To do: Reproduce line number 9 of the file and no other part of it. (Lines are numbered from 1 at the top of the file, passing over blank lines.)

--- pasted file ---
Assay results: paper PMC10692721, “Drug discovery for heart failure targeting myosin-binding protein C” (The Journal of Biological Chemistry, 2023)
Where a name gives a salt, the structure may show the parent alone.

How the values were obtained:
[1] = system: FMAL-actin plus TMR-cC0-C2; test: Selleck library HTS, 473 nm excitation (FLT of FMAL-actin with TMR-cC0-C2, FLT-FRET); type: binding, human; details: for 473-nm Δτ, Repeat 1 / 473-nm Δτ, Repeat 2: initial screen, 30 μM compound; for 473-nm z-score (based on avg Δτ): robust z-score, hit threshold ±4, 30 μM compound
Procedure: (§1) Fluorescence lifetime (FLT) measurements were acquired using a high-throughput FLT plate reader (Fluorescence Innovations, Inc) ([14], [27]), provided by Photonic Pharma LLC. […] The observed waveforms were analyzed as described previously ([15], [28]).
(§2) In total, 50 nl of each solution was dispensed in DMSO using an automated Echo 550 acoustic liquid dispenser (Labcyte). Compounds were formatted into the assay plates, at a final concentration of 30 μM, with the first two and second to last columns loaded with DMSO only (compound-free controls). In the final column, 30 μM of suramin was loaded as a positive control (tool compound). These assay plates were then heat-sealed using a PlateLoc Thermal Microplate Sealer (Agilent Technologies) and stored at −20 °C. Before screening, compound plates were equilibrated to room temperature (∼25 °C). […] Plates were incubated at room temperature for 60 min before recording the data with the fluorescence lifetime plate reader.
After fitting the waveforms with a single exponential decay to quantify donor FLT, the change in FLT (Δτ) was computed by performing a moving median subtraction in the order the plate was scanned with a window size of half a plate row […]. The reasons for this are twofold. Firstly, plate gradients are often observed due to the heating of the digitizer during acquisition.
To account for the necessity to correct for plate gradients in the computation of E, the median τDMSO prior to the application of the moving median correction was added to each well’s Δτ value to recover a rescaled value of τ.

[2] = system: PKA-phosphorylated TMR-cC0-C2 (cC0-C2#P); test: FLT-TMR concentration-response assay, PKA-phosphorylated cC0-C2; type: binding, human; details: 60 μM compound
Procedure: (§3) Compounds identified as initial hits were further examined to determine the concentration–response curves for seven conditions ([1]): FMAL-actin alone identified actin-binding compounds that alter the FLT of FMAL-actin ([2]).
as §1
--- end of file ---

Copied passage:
[2] = system: PKA-phosphorylated TMR-cC0-C2 (cC0-C2#P); test: FLT-TMR concentration-response assay, PKA-phosphorylated cC0-C2; type: binding, human; details: 60 μM compound